“Juleøl”, Christmas beer, was first mentioned in the skaldic poem Hrafnsmál (Old Norse “raven song”) around 900 AD: “At sea the King will drink jol and resume Freya’s game”.
Today Jul mens Christmas in Norwegian but the word originates from “to drink jol”. On the occasion of the annual winter feast, people were drinking strong beer to celebrate the sun’s return and the Norse gods.
In the beginning, jol was a pagan feast celebrated throughout Europe in December and January. At least three neighbors would gather and bring a certain amount of beer to the community where they drank in honor of Freya and Odin, for the sun to return, for good harvests and peace.
Beer drinking had a central position in Håvamål, an Old Norse poem from the Viking age, describing specific drinking rules during the different feasts.
It is written that “when the beer enters, your mind goes out, but those who drink again regain their wits”.
The tradition of brewing beer was introduced by Olaf Tryggvason, King of Norway from 995 – 1000 AD. It is said that St. Martin of Tour came to Olaf in a dream and directed him to give the old pagan customs a Christian content.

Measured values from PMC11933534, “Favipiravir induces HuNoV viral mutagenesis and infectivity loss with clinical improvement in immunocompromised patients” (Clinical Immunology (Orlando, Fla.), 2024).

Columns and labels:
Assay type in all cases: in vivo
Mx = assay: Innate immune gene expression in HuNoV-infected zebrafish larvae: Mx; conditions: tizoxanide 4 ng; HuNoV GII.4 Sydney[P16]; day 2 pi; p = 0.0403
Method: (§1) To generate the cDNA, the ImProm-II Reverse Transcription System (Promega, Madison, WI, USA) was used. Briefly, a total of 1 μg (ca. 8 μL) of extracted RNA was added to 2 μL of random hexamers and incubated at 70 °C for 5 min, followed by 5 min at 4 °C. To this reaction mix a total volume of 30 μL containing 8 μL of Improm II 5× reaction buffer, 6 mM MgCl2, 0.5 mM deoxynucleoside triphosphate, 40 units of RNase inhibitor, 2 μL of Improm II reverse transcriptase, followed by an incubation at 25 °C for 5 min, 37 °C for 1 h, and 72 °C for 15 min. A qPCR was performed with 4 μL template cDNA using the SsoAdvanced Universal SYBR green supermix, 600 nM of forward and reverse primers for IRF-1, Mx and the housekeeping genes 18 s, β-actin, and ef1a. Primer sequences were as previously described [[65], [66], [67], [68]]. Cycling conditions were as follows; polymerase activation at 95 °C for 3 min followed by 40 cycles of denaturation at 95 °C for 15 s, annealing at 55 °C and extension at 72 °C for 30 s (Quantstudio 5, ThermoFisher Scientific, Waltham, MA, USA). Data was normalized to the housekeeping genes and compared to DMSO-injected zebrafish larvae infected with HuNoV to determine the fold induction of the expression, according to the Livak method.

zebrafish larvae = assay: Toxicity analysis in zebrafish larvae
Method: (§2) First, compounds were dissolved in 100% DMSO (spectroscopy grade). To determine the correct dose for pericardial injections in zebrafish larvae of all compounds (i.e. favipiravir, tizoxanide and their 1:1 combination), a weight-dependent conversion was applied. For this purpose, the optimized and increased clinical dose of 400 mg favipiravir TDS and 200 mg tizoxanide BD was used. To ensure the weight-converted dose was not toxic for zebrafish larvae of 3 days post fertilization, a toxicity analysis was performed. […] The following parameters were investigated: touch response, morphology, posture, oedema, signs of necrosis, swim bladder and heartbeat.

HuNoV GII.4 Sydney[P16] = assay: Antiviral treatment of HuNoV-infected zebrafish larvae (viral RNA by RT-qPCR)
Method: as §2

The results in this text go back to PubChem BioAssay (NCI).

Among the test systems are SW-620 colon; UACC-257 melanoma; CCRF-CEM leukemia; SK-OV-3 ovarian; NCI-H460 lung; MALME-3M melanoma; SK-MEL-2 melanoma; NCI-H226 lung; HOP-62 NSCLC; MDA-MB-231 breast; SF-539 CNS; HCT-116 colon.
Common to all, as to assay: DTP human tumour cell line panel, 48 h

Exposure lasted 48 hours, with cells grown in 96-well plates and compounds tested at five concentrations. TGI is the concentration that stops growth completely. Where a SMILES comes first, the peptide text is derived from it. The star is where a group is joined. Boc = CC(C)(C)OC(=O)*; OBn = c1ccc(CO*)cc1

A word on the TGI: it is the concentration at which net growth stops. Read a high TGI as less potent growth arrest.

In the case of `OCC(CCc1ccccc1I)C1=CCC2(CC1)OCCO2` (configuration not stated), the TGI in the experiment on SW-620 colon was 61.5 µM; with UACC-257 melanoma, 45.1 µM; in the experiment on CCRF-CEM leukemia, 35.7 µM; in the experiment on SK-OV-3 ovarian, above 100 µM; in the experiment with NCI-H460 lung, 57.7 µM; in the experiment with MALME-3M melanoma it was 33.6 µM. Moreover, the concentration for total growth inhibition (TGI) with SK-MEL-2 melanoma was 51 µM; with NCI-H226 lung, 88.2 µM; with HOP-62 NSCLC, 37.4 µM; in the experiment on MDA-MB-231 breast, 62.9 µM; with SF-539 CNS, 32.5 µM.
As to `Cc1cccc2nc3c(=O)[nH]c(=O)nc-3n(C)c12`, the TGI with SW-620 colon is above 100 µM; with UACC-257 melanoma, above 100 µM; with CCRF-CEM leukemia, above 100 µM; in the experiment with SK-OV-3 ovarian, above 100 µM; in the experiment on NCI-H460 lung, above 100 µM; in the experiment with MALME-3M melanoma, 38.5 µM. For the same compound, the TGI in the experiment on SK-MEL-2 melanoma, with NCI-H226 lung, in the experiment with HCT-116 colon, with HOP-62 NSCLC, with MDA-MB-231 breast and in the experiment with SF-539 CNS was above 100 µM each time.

Around the year 1000, the winter solstice became a time when people brewed strong beer and drank to the glory of Christ and Mary: The stronger the beer, the greater the honor.
He who made excellent brew was given high status. The beer should be brewed from the farm’s best grain, and could be seasoned with juniper berries, sweet gale, and different herbs depending on what was available. The brewer was free to experiment and use new flavors to highlight personality or originality – and each region had its own traditions.
Here is a homemade Norwegian Christmas Brew recipe. You should feel free to experiment with different flavors to your own perfection.
Norwegian Christmas Brew Recipe
4-5 gallons water (15-20 liters)
2 bottles dark beer
3 pounds sugar (1 ½ kilos)
1 bottle hops extract syrup (Tomtebrygg)
1 tablespoon fresh yeast
Boil the water and set it aside until the temperature reaches 35 degrees Celsius (95 F). Dissolve the sugar in water and add dark beer and hops extract syrup (Tomtebrygg). Mix very well.
Remove 0.26 gallons (1 liter) of the liquid and stir the yeast well into it before pouring it all back in the mixing vessel.
Fill clean beer bottles right away and store them dark and cold for 3 weeks.
Text by: Anette Broteng Christiansen, ThorNews
Categories: Beverage, Culinary Surprises, Culture, Vikings
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